Implication of the presence of Megathericulus (Xenarthra: Tardigrada: Megatheriidae) in the Laventan of Peruvian Amazonia

François Pujos, Rodolfo Salas-Gismondi, Guillaume Baby, Patrice Baby, Cyrille Goillot, Julia Tejada, Pierre Oliver Antoine

Research output: Contribution to journalArticle

14 Scopus citations

Abstract

Middle Miocene remains of giant megatheriine ground sloths (Tardigrada: Megatherioidea) are scarce and generally located in southern South America. The discovery of a well-preserved edentulous dentary of Megathericulus sp. from the Middle Miocene (Laventan South American Land Mammal Age - SALMA; 13.5-11.8 Ma) of the Amazonian Peru increases our knowledge of this genus, which had previously been recognized in Argentina. A preliminary revision of the earliest Megatheriinae allowed clustering the four middle Miocene species within the genus Megathericulus Ameghino: M. patagonicus Ameghino, M. primaevus Cabrera, M. andinum (Kraglievich), and M. cabrerai (Kraglievich). This small-sized genus is mainly characterized by a lateral depression that borders m1, a posterior external opening of the mandibular canal anterior to the base of the ascending ramus that opens anteriorly or anterodorsally, the base of the symphysis located anteriorly to the m1, important anteroposterior compression of the teeth, elongation of the region of the maxilla anterior to the M1, humerus elongated and gracile, patellar trochlea of femur contiguous with medial and lateral articular facets for tibia, strongly developed odontoid tuberosity, and astragalus with prominent odontoid process. The genus Eomegatherium Kraglievich is therefore restricted to the Huayquerian SALMA of Argentina and represented by a single species, E. nanum Burmeister. Megatheriinae constitute the first clade of Tardigrada in which the caniniform tooth has been secondarily modified into a molariform tooth. Three molariform patterns can be observed during megatheriine evolution in relation to tooth compression and loph or lophid orientation. Middle Miocene Megatheriinae occur only in the westernmost part of South America. These giant ground sloths might have dispersed latitudinally from Colombia/Patagonian Argentina before colonizing eastern areas of Andean South America (Bolivia, Venezuela, north, and east of Argentina) during the late Miocene and early Pliocene.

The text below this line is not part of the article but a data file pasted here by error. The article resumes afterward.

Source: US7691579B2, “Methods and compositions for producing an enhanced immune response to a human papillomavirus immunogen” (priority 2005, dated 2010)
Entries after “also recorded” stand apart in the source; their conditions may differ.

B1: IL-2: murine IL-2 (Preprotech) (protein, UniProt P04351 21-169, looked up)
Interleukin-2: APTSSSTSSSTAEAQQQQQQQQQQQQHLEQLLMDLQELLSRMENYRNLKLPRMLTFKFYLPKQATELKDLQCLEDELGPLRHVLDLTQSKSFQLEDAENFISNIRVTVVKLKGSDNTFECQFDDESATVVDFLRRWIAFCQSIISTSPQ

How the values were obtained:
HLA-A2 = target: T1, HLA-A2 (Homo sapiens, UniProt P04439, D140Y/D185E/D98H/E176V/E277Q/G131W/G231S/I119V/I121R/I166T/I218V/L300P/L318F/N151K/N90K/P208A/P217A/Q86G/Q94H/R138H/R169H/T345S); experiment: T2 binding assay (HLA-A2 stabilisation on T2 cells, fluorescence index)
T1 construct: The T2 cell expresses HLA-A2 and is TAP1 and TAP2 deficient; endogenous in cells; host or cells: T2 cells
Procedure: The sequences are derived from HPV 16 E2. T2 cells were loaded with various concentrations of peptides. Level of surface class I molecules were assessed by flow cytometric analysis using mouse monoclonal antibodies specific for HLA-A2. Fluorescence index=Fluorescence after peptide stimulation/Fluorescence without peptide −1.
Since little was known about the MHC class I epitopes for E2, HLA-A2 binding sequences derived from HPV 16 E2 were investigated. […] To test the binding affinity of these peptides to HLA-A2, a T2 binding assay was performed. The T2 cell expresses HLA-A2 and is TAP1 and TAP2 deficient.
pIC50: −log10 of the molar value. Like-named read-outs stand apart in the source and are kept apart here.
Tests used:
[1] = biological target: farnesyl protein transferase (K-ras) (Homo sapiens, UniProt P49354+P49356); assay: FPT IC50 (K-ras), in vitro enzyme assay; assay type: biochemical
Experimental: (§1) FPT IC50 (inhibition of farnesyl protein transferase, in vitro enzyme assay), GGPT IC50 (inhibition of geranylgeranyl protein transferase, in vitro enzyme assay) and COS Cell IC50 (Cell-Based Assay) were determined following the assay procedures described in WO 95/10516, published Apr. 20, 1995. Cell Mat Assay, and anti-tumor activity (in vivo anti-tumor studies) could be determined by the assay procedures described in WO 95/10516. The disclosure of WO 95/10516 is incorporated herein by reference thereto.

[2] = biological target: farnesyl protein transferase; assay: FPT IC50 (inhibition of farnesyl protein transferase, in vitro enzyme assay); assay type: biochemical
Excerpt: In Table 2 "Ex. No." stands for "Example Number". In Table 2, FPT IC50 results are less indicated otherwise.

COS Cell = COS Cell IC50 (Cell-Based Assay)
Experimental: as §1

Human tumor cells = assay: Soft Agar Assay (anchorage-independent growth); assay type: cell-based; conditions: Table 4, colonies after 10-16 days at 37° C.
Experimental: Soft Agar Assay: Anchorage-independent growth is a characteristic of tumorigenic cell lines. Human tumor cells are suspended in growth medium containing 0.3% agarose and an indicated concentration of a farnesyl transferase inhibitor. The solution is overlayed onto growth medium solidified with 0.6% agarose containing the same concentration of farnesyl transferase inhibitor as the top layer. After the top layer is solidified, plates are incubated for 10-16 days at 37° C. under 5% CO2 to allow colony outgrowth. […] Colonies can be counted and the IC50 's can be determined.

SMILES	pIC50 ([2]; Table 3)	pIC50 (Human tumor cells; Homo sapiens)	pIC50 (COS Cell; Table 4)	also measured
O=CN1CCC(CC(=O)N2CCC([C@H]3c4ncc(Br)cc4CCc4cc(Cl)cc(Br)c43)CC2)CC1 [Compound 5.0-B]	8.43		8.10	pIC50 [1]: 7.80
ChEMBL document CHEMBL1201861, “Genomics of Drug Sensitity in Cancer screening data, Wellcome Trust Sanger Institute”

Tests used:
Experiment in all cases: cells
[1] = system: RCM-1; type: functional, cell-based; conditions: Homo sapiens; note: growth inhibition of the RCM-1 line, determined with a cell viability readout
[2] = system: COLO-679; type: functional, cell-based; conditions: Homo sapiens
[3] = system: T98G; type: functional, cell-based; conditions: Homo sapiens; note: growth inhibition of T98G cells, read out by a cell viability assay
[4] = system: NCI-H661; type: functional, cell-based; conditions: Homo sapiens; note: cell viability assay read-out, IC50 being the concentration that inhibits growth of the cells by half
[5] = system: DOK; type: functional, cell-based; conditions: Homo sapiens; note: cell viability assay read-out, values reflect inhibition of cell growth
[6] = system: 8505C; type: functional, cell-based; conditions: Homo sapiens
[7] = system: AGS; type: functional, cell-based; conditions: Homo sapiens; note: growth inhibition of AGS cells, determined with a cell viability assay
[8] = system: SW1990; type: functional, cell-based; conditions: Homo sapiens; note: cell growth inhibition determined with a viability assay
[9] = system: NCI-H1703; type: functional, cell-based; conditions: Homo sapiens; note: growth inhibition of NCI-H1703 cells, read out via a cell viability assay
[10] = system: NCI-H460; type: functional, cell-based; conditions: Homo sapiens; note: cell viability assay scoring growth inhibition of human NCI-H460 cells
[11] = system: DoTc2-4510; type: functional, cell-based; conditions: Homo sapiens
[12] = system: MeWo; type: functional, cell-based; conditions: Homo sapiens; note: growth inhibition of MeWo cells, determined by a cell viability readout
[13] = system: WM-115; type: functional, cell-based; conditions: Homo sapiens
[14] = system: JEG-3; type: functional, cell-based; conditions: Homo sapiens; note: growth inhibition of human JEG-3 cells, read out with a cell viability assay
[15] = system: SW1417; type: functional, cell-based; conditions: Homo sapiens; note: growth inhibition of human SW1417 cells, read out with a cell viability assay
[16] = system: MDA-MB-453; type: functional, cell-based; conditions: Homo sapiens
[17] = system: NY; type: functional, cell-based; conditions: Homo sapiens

Original languageAmerican English
Pages (from-to)973-991
Number of pages19
JournalJournal of Systematic Palaeontology
Volume11
Issue number8
DOIs
StatePublished - 1 Nov 2013

Keywords

  • Megathericulus patagonicus
  • Megatheriinae
  • middle Miocene
  • Tardigrada
  • Western Amazonia

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